National Geographic Makes a Case to Ban Zoos

The iconic publication argues that zoos are not conservation organizations, and questions whether the archaic form of exploiting animals for entertainment should be banned.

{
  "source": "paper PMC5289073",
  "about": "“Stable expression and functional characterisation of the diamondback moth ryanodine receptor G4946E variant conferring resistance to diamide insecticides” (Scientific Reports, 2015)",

A recent feature published by National Geographic explored the viability of zoos in the current era. Writer James Draven argued that zoos are often not conservation facilities. “Zoos are prisons for animals, camouflaging their cruelty with conservation claims,” People for the Ethical Treatment of Animals’ Director of International Programs Mimi Bekhechi told Draven. “Animals in zoos suffer tremendously, both physically and mentally. They often display neurotic behavior, like repetitive pacing, swaying, and bar biting.” President of animal-rights organization Born Free, Will Travers, supported Bekhechi’s statement, and added that only 15 percent of the animals held captive at zoos are considered threatened—with even a smaller percentage that are involved in captive breeding programs with the goal of releasing them into the wild—which negates the claim that zoos are actively involved in restoring wildlife. Draven credited social media visibility of zoo activities—such as the shooting of gorilla Harambe at the Cincinnati Zoo last year—for a decline in public opinion about the facilities. “When it comes to lethal force and animal welfare, at least,” Draven wrote, “public opinion swiftly sides against zoos.” The plight of animals in the entertainment industry is starting to gain public awareness, as evidenced by rock bottom attendance at SeaWorld in recent years and the lack of demand for exotic animal circuses—which forced 146-year-old circus Ringling Bros. and Barnum & Bailey Circus to shutter earlier this month.

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